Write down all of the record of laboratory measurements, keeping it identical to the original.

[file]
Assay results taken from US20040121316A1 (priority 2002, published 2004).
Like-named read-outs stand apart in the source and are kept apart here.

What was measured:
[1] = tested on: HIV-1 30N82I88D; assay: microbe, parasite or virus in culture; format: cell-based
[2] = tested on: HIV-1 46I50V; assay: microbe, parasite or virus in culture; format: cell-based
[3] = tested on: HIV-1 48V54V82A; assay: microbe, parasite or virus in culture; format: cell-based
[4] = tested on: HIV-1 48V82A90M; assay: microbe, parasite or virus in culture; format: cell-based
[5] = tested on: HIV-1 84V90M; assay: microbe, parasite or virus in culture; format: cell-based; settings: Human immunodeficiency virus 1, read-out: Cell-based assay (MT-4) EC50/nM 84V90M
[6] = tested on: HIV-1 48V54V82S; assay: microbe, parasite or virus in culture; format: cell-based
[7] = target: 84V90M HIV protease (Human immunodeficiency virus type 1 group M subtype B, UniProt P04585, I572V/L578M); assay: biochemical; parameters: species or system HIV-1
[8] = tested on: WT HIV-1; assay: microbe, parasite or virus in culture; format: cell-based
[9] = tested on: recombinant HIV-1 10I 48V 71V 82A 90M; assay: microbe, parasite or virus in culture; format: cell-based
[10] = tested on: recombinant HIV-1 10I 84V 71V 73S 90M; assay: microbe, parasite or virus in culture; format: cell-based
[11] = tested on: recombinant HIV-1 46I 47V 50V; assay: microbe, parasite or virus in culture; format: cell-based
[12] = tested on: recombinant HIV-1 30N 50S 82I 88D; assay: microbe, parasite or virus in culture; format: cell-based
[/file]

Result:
Assay results taken from US20040121316A1 (priority 2002, published 2004).
Like-named read-outs stand apart in the source and are kept apart here.

What was measured:
[1] = tested on: HIV-1 30N82I88D; assay: microbe, parasite or virus in culture; format: cell-based
[2] = tested on: HIV-1 46I50V; assay: microbe, parasite or virus in culture; format: cell-based
[3] = tested on: HIV-1 48V54V82A; assay: microbe, parasite or virus in culture; format: cell-based
[4] = tested on: HIV-1 48V82A90M; assay: microbe, parasite or virus in culture; format: cell-based
[5] = tested on: HIV-1 84V90M; assay: microbe, parasite or virus in culture; format: cell-based; settings: Human immunodeficiency virus 1, read-out: Cell-based assay (MT-4) EC50/nM 84V90M
[6] = tested on: HIV-1 48V54V82S; assay: microbe, parasite or virus in culture; format: cell-based
[7] = target: 84V90M HIV protease (Human immunodeficiency virus type 1 group M subtype B, UniProt P04585, I572V/L578M); assay: biochemical; parameters: species or system HIV-1
[8] = tested on: WT HIV-1; assay: microbe, parasite or virus in culture; format: cell-based
[9] = tested on: recombinant HIV-1 10I 48V 71V 82A 90M; assay: microbe, parasite or virus in culture; format: cell-based
[10] = tested on: recombinant HIV-1 10I 84V 71V 73S 90M; assay: microbe, parasite or virus in culture; format: cell-based
[11] = tested on: recombinant HIV-1 46I 47V 50V; assay: microbe, parasite or virus in culture; format: cell-based
[12] = tested on: recombinant HIV-1 30N 50S 82I 88D; assay: microbe, parasite or virus in culture; format: cell-based